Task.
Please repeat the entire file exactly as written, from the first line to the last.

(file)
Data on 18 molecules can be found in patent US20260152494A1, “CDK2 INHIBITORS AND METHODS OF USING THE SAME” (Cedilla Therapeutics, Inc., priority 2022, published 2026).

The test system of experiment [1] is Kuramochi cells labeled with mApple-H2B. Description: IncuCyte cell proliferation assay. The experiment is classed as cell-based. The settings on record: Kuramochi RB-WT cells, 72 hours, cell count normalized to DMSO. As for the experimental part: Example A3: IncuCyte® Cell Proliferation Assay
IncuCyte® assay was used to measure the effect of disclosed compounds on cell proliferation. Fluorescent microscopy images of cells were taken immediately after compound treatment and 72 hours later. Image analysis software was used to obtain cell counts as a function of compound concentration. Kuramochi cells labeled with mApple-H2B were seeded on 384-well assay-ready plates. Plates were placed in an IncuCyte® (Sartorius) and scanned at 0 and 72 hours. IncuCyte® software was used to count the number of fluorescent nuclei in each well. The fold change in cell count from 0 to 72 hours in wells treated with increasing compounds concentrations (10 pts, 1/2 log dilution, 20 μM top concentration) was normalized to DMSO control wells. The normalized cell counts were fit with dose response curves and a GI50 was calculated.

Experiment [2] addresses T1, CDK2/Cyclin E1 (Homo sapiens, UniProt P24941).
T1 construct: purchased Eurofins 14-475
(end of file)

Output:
Data on 18 molecules can be found in patent US20260152494A1, “CDK2 INHIBITORS AND METHODS OF USING THE SAME” (Cedilla Therapeutics, Inc., priority 2022, published 2026).

The test system of experiment [1] is Kuramochi cells labeled with mApple-H2B. Description: IncuCyte cell proliferation assay. The experiment is classed as cell-based. The settings on record: Kuramochi RB-WT cells, 72 hours, cell count normalized to DMSO. As for the experimental part: Example A3: IncuCyte® Cell Proliferation Assay
IncuCyte® assay was used to measure the effect of disclosed compounds on cell proliferation. Fluorescent microscopy images of cells were taken immediately after compound treatment and 72 hours later. Image analysis software was used to obtain cell counts as a function of compound concentration. Kuramochi cells labeled with mApple-H2B were seeded on 384-well assay-ready plates. Plates were placed in an IncuCyte® (Sartorius) and scanned at 0 and 72 hours. IncuCyte® software was used to count the number of fluorescent nuclei in each well. The fold change in cell count from 0 to 72 hours in wells treated with increasing compounds concentrations (10 pts, 1/2 log dilution, 20 μM top concentration) was normalized to DMSO control wells. The normalized cell counts were fit with dose response curves and a GI50 was calculated.

Experiment [2] addresses T1, CDK2/Cyclin E1 (Homo sapiens, UniProt P24941).
T1 construct: purchased Eurofins 14-475